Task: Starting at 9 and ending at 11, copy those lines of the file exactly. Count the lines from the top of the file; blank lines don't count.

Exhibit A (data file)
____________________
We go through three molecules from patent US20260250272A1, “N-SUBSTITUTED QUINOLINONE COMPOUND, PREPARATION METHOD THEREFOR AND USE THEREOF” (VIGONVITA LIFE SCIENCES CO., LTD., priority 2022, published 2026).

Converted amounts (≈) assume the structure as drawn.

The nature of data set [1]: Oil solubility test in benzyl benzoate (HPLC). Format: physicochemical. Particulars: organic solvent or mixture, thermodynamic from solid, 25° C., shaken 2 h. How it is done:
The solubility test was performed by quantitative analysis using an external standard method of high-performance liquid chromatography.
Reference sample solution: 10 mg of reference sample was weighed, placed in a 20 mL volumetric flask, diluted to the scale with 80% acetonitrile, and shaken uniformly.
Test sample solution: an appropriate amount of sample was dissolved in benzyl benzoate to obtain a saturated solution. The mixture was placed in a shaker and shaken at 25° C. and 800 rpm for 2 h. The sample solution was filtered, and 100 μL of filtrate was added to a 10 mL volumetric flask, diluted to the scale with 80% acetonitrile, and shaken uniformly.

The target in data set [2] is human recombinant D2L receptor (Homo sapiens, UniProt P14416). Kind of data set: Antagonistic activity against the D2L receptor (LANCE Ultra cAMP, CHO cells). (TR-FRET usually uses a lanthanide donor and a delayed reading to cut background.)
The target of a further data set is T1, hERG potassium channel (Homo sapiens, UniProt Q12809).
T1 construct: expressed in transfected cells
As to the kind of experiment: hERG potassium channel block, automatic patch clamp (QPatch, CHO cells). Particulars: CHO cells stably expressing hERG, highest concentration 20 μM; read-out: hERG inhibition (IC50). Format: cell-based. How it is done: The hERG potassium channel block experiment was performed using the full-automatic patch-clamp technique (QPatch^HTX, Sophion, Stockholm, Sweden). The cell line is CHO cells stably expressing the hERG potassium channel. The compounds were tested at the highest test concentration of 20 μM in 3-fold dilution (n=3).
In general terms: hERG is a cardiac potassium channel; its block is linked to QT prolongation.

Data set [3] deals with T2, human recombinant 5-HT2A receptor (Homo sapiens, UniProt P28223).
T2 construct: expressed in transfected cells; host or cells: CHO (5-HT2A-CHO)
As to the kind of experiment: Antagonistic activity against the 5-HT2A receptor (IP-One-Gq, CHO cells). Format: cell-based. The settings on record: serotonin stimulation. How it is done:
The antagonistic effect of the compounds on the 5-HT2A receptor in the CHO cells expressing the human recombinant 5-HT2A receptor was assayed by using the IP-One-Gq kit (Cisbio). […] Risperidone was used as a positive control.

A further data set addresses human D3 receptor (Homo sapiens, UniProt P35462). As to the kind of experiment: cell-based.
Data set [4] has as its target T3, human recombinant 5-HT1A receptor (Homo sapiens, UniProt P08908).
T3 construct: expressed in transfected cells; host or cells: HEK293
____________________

T1 construct: expressed in transfected cells
As to the kind of experiment: hERG potassium channel block, automatic patch clamp (QPatch, CHO cells). Particulars: CHO cells stably expressing hERG, highest concentration 20 μM; read-out: hERG inhibition (IC50). Format: cell-based. How it is done: The hERG potassium channel block experiment was performed using the full-automatic patch-clamp technique (QPatch^HTX, Sophion, Stockholm, Sweden). The cell line is CHO cells stably expressing the hERG potassium channel. The compounds were tested at the highest test concentration of 20 μM in 3-fold dilution (n=3).
In general terms: hERG is a cardiac potassium channel; its block is linked to QT prolongation.